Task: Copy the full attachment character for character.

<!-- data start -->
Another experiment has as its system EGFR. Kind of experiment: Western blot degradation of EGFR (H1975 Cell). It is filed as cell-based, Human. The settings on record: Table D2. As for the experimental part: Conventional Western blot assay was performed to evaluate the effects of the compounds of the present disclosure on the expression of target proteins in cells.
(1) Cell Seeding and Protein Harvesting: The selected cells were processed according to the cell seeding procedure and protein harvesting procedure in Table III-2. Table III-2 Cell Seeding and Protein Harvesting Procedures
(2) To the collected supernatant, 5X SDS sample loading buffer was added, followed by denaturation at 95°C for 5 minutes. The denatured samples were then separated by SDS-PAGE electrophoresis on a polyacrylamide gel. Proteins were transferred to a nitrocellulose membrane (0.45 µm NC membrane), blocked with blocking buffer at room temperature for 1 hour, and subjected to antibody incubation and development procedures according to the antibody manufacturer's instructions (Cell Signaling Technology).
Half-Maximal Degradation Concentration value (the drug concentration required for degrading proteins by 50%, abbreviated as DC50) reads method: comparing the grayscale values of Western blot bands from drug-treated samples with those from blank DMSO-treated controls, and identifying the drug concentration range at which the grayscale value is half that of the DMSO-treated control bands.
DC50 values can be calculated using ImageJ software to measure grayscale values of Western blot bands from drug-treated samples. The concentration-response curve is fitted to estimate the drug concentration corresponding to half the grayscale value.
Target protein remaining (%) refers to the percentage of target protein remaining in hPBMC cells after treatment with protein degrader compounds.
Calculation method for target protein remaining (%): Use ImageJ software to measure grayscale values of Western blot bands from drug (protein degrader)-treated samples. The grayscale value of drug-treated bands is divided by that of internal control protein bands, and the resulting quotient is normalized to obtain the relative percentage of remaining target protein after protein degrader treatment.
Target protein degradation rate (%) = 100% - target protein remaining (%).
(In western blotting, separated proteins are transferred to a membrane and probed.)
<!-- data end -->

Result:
Another experiment has as its system EGFR. Kind of experiment: Western blot degradation of EGFR (H1975 Cell). It is filed as cell-based, Human. The settings on record: Table D2. As for the experimental part: Conventional Western blot assay was performed to evaluate the effects of the compounds of the present disclosure on the expression of target proteins in cells.
(1) Cell Seeding and Protein Harvesting: The selected cells were processed according to the cell seeding procedure and protein harvesting procedure in Table III-2. Table III-2 Cell Seeding and Protein Harvesting Procedures
(2) To the collected supernatant, 5X SDS sample loading buffer was added, followed by denaturation at 95°C for 5 minutes. The denatured samples were then separated by SDS-PAGE electrophoresis on a polyacrylamide gel. Proteins were transferred to a nitrocellulose membrane (0.45 µm NC membrane), blocked with blocking buffer at room temperature for 1 hour, and subjected to antibody incubation and development procedures according to the antibody manufacturer's instructions (Cell Signaling Technology).
Half-Maximal Degradation Concentration value (the drug concentration required for degrading proteins by 50%, abbreviated as DC50) reads method: comparing the grayscale values of Western blot bands from drug-treated samples with those from blank DMSO-treated controls, and identifying the drug concentration range at which the grayscale value is half that of the DMSO-treated control bands.
DC50 values can be calculated using ImageJ software to measure grayscale values of Western blot bands from drug-treated samples. The concentration-response curve is fitted to estimate the drug concentration corresponding to half the grayscale value.
Target protein remaining (%) refers to the percentage of target protein remaining in hPBMC cells after treatment with protein degrader compounds.
Calculation method for target protein remaining (%): Use ImageJ software to measure grayscale values of Western blot bands from drug (protein degrader)-treated samples. The grayscale value of drug-treated bands is divided by that of internal control protein bands, and the resulting quotient is normalized to obtain the relative percentage of remaining target protein after protein degrader treatment.
Target protein degradation rate (%) = 100% - target protein remaining (%).
(In western blotting, separated proteins are transferred to a membrane and probed.)